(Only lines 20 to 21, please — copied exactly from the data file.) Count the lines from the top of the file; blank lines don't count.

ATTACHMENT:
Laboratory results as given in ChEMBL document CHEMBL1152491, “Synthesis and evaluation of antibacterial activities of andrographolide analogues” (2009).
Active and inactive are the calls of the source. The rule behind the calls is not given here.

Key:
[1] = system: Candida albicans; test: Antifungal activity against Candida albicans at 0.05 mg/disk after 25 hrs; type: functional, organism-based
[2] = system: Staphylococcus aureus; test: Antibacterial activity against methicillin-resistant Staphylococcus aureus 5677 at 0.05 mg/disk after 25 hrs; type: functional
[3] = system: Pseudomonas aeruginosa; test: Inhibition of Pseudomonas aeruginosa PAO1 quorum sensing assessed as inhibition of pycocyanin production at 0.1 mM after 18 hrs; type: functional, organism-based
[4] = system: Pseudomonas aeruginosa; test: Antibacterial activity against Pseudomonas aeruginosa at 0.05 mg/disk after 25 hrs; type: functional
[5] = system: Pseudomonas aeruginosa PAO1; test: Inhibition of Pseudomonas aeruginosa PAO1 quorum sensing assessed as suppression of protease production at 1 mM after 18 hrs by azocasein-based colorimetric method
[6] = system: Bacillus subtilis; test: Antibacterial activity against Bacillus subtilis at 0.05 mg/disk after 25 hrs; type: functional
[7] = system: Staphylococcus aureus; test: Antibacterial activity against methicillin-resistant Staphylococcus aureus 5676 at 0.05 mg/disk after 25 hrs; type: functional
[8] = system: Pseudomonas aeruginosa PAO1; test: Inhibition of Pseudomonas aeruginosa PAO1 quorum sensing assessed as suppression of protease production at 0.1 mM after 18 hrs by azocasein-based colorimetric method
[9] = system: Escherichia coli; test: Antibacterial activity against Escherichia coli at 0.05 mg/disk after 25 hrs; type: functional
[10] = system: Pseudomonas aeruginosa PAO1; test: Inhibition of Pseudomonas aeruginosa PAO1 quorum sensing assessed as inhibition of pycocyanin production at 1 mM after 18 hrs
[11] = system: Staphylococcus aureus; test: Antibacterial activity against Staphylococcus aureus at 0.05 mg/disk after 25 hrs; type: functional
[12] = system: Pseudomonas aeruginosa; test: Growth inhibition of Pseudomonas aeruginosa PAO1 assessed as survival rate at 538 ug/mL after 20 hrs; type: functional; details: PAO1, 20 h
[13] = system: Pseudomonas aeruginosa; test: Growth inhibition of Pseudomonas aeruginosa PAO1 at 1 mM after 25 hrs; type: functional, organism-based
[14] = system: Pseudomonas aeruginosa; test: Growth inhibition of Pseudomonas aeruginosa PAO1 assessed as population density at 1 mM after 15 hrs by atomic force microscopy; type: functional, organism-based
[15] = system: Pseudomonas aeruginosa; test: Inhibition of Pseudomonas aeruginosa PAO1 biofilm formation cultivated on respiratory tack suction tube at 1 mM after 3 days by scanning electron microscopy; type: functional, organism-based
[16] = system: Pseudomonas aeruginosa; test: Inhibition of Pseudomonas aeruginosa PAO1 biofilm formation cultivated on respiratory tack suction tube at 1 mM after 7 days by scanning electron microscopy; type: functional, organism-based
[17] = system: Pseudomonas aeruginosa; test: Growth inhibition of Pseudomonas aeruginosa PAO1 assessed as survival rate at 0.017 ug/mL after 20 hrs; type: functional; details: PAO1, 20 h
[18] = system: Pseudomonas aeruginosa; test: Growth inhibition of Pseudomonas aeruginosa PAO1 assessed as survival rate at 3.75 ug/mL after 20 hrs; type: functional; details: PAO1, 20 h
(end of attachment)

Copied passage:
[17] = system: Pseudomonas aeruginosa; test: Growth inhibition of Pseudomonas aeruginosa PAO1 assessed as survival rate at 0.017 ug/mL after 20 hrs; type: functional; details: PAO1, 20 h
[18] = system: Pseudomonas aeruginosa; test: Growth inhibition of Pseudomonas aeruginosa PAO1 assessed as survival rate at 3.75 ug/mL after 20 hrs; type: functional; details: PAO1, 20 h